“As we mark the end of the two-day nationwide warning strike today, at the stroke of midnight, we earnestly call upon you all to gracefully conclude the strike and return to work tomorrow in accordance with our initial agreement. We would like to take this moment to express our profound appreciation for your unwavering determination and dedication, which played a pivotal role in the resounding success of this action. Your contributions during this warning strike exemplify your unwavering commitment to our shared cause. In the event that the government fails to provide the appropriate responses to our demands, we encourage you to maintain your steadfast resolve. The same passion and determination that fueled this warning strike will be crucial if we find ourselves compelled to embark on an indefinite nationwide strike. Congress is not unmindful of the actions of detractors and fifth columnists but in the face of them all, we remain undaunted and more committed to the defense of Nigerian workers and people at any given time. Our nation deserves better.”
Tinubu Administration Ask Nigerians to Pray for Stability
President Tinubu and his Minister of Defense Mohammed Badaru asked the people of Nigeria to pray for peace and stability. Nonetheless, the failure of the new administration to carry out policies which support the working class has become a major source of instability.
Following the lead of the World Bank, the International Monetary Fund (IMF) and international rating agencies, the president is attempting to make the country more attractive for foreign direct investment. Even though Nigeria is one of the largest producers of oil in Africa, the lack of domestic investment in improving infrastructure has resulted in the closure of oil refineries and shortages of fuel.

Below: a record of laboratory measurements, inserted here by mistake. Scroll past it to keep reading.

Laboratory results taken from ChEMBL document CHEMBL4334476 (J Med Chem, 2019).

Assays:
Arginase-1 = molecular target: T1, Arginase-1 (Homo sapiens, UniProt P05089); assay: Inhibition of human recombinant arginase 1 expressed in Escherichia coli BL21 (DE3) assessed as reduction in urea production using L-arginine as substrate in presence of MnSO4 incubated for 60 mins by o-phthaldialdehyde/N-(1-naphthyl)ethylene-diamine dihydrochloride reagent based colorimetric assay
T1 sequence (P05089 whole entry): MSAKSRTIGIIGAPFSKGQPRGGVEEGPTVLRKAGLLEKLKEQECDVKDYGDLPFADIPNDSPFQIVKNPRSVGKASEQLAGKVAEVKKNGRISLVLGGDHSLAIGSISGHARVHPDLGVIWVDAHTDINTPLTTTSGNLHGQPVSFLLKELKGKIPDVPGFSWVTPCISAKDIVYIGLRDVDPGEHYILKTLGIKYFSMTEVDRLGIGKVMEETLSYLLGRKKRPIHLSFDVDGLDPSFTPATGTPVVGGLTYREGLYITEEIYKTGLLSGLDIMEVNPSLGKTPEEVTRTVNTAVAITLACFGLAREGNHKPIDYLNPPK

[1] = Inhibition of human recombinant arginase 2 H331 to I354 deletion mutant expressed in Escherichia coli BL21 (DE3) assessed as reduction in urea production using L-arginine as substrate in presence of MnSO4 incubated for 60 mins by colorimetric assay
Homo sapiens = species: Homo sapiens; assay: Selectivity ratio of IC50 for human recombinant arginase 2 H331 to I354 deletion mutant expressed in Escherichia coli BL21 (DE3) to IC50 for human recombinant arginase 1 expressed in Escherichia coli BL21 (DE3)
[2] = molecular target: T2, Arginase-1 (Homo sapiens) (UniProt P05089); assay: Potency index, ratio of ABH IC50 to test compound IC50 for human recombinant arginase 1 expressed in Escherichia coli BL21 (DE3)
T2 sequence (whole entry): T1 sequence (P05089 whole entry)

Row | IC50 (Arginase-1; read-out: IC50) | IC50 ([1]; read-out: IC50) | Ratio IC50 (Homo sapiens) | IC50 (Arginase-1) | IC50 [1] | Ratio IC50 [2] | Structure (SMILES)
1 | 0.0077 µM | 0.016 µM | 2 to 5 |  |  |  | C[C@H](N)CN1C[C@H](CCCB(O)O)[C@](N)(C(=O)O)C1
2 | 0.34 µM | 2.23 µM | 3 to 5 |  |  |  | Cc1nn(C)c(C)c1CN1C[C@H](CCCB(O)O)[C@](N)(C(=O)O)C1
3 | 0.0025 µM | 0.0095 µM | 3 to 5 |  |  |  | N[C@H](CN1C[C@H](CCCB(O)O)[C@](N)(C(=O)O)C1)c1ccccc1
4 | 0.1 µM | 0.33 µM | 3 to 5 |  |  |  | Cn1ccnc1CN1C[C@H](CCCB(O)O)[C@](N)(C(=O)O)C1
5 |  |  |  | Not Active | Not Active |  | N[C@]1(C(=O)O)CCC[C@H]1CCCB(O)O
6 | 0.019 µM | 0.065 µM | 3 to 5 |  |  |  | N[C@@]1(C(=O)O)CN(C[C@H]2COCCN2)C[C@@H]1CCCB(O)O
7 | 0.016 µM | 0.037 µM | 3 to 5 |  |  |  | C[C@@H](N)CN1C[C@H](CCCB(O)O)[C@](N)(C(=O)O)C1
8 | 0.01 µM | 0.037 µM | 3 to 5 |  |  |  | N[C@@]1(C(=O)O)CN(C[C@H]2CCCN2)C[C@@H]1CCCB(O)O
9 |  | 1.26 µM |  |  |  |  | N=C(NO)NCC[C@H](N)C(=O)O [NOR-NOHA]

Many motorists have either reduced usage or abandoned their vehicles due to the high cost of fuel. Filling stations are closing because there is not enough foreign exchange to pay for the transport of fuel from the ports to the urban areas such as the commercial capital of Lagos.
After his first 100 days in office, the living standards of millions of Nigerians have declined significantly. It is estimated that another 7.1 million people have fallen into poverty due to the neoliberal policies of the Tinubu administration.
The Nigerian Guardian newspaper wrote on the drastic decline in the value of the national currency, the naira:
“Within days, the naira, which was trading at an average of N463/$ at the official market fell to over N700 to a dollar while the black-market rate is currently over 900/$. The sharp rise in the exchange rate, alongside high energy costs, has caused a ripple effect in the goods market. Year-to-date, the currency now ranks the worst performing in Africa after suffering a hair shave of about 40 per cent against the dollar. In response to the changes made by Tinubu, in June 2023, the headline inflation rose to 22.79 per cent relative to May 2023 headline inflation rate which was 22.41 per cent. Despite a declaration of a state of emergency on prices of food by the President, in July, the headline inflation rate rose further to 24.08 per cent.”